On Tue, Oct 18, 2016 at 2:28 PM, Alvaro Herrera
<alvhe...@2ndquadrant.com> wrote:
> I propose we introduce the concept of "indirect indexes".  I have a toy
> implementation and before I go further with it, I'd like this assembly's
> input on the general direction.
> Indirect indexes are similar to regular indexes, except that instead of
> carrying a heap TID as payload, they carry the value of the table's
> primary key.  Because this is laid out on top of existing index support
> code, values indexed by the PK can only be six bytes long (the length of
> ItemPointerData); in other words, 281,474,976,710,656 rows are
> supported, which should be sufficient for most use cases.[1]

So, I think that this is a really promising direction, but also that
you should try very hard to try to get out from under this 6-byte PK
limitation.  That seems really ugly, and in practice it probably means
your PK is probably going to be limited to int4, which is kind of sad
since it leaves people using int8 or text PKs out in the cold.  I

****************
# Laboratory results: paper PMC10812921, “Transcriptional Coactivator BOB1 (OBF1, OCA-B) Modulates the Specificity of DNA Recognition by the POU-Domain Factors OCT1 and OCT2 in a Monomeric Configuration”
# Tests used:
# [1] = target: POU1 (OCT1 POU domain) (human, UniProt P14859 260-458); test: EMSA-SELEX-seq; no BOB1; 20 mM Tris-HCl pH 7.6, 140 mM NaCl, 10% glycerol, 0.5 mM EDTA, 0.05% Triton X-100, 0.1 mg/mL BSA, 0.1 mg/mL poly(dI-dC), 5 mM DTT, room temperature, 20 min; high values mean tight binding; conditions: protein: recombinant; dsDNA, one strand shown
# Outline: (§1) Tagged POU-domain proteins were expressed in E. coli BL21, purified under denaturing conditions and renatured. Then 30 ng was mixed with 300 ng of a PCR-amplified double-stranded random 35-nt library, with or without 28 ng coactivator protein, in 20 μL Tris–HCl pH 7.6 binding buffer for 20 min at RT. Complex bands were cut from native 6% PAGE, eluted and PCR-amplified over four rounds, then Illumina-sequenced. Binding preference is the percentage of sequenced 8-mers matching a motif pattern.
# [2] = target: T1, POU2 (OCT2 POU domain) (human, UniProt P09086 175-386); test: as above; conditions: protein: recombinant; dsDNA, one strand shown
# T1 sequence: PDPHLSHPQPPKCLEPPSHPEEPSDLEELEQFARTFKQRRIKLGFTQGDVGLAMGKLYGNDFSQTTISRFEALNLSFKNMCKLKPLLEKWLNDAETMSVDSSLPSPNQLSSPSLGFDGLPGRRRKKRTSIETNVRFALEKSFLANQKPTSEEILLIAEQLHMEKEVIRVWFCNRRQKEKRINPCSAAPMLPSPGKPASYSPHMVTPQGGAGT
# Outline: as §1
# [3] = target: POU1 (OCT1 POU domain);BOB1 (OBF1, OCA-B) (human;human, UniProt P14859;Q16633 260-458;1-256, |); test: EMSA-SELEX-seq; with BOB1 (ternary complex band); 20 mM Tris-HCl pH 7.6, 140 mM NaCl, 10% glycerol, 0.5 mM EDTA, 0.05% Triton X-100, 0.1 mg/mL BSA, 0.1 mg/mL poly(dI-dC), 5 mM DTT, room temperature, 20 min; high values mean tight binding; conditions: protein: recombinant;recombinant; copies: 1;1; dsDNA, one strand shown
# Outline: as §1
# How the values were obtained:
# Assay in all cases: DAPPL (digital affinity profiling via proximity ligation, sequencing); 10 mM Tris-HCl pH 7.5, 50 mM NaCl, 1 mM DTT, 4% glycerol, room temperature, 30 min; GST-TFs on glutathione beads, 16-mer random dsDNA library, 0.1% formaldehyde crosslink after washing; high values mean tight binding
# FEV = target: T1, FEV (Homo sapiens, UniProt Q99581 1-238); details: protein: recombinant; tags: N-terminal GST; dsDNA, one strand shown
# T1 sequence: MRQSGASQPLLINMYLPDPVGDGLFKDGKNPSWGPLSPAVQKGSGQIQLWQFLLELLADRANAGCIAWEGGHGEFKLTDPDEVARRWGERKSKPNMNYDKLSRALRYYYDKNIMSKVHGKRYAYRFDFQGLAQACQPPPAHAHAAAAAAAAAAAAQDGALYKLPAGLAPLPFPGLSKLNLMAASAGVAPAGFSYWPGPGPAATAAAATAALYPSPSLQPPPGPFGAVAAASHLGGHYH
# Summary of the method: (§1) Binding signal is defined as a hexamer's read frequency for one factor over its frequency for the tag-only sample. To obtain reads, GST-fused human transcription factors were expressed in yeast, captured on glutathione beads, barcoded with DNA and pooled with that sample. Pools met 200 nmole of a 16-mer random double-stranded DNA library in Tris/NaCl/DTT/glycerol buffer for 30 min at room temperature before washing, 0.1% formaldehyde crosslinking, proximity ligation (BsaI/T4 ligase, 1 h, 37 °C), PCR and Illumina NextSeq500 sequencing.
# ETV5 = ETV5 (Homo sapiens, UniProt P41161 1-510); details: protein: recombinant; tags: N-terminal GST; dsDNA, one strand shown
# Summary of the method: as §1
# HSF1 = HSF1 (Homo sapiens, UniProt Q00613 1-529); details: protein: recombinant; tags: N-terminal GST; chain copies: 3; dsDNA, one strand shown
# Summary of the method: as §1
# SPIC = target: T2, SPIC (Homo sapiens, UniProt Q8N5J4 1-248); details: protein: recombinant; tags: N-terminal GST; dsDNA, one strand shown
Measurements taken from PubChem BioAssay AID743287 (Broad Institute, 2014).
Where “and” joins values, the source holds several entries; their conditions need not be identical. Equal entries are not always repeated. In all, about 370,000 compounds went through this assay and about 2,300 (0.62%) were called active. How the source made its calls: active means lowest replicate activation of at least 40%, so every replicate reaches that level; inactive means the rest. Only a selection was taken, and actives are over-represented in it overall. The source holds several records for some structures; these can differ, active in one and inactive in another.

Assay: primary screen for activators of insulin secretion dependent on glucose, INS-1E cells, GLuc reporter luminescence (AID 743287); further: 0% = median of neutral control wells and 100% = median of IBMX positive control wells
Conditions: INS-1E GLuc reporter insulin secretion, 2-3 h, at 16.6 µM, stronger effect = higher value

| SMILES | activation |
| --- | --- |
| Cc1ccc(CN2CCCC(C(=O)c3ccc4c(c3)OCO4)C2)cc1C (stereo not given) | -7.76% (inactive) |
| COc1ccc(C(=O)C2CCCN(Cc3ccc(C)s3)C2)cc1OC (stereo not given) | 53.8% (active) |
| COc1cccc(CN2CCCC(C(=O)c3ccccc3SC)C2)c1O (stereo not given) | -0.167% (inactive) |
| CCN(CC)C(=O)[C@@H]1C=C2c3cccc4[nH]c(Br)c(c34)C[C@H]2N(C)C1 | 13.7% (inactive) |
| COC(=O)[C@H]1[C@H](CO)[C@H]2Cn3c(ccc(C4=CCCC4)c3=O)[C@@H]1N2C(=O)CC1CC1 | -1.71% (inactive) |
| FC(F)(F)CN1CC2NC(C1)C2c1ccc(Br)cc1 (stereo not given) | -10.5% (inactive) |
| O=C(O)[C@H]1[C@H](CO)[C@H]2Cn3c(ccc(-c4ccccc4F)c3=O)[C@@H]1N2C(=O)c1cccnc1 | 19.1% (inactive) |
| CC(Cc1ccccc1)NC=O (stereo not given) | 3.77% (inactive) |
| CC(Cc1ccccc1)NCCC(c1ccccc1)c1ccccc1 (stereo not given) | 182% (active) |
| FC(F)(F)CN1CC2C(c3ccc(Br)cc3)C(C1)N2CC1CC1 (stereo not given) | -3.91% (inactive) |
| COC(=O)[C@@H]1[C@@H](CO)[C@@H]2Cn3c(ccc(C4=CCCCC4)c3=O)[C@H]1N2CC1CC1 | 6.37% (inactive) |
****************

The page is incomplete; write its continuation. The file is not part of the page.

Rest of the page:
believe Claudio Freire is on to something when he suggests storing the
PK in the index tuple; one could try to skip storing the TID, or
always store it as all-zeroes.  Simon objected that putting the PK
into the index tuple would disable HOT, but I don't think that's a
valid objection.  The whole point of an indirect index is that it
doesn't disable HOT, and the physical location within the index page
you stick the PK value doesn't have any impact on whether that's safe.

The VACUUM problems seem fairly serious.  It's true that these indexes
will be less subject to bloat, because they only need updating when
the PK or the indexed columns change, not when other indexed columns
change.  On the other hand, there's nothing to prevent a PK from being
recycled for an unrelated tuple.  We can guarantee that a TID won't be
recycled until all index references to the TID are gone, but there's
no such guarantee for a PK.  AFAICT, that would mean that an indirect
index would have to be viewed as unreliable: after looking up the PK,
you'd *always* have to recheck that it actually matched the index

Robert Haas
EnterpriseDB: http://www.enterprisedb.com
The Enterprise PostgreSQL Company

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